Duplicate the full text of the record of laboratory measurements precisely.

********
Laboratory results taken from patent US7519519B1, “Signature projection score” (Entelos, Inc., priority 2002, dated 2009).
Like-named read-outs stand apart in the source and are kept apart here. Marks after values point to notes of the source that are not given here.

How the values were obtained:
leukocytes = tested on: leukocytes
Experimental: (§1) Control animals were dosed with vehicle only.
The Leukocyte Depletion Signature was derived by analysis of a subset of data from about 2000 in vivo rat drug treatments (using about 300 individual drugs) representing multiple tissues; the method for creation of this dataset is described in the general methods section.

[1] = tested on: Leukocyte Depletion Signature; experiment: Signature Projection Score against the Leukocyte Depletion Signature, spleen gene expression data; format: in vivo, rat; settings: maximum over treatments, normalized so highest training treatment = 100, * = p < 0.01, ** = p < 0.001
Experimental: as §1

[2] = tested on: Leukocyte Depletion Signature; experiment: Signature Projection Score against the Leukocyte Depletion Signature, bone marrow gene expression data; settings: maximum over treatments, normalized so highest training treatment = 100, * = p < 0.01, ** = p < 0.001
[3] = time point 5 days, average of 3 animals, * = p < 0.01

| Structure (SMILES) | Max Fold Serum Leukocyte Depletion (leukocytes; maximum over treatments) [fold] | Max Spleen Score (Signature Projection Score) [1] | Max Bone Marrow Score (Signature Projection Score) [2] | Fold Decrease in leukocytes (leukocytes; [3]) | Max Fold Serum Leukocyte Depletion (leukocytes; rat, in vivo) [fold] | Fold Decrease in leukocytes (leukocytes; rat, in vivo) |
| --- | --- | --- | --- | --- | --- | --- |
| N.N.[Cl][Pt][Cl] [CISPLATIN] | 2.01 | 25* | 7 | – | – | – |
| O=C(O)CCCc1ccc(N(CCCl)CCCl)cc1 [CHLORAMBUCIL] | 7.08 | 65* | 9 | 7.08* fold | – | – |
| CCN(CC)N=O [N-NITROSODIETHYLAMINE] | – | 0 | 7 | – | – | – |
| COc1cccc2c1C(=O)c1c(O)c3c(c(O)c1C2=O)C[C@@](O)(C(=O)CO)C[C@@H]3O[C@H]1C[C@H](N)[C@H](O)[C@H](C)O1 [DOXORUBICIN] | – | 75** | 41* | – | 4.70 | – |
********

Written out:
Laboratory results taken from patent US7519519B1, “Signature projection score” (Entelos, Inc., priority 2002, dated 2009).
Like-named read-outs stand apart in the source and are kept apart here. Marks after values point to notes of the source that are not given here.

How the values were obtained:
leukocytes = tested on: leukocytes
Experimental: (§1) Control animals were dosed with vehicle only.
The Leukocyte Depletion Signature was derived by analysis of a subset of data from about 2000 in vivo rat drug treatments (using about 300 individual drugs) representing multiple tissues; the method for creation of this dataset is described in the general methods section.

[1] = tested on: Leukocyte Depletion Signature; experiment: Signature Projection Score against the Leukocyte Depletion Signature, spleen gene expression data; format: in vivo, rat; settings: maximum over treatments, normalized so highest training treatment = 100, * = p < 0.01, ** = p < 0.001
Experimental: as §1

[2] = tested on: Leukocyte Depletion Signature; experiment: Signature Projection Score against the Leukocyte Depletion Signature, bone marrow gene expression data; settings: maximum over treatments, normalized so highest training treatment = 100, * = p < 0.01, ** = p < 0.001
[3] = time point 5 days, average of 3 animals, * = p < 0.01

| Structure (SMILES) | Max Fold Serum Leukocyte Depletion (leukocytes; maximum over treatments) [fold] | Max Spleen Score (Signature Projection Score) [1] | Max Bone Marrow Score (Signature Projection Score) [2] | Fold Decrease in leukocytes (leukocytes; [3]) | Max Fold Serum Leukocyte Depletion (leukocytes; rat, in vivo) [fold] | Fold Decrease in leukocytes (leukocytes; rat, in vivo) |
| --- | --- | --- | --- | --- | --- | --- |
| N.N.[Cl][Pt][Cl] [CISPLATIN] | 2.01 | 25* | 7 | – | – | – |
| O=C(O)CCCc1ccc(N(CCCl)CCCl)cc1 [CHLORAMBUCIL] | 7.08 | 65* | 9 | 7.08* fold | – | – |
| CCN(CC)N=O [N-NITROSODIETHYLAMINE] | – | 0 | 7 | – | – | – |
| COc1cccc2c1C(=O)c1c(O)c3c(c(O)c1C2=O)C[C@@](O)(C(=O)CO)C[C@@H]3O[C@H]1C[C@H](N)[C@H](O)[C@H](C)O1 [DOXORUBICIN] | – | 75** | 41* | – | 4.70 | – |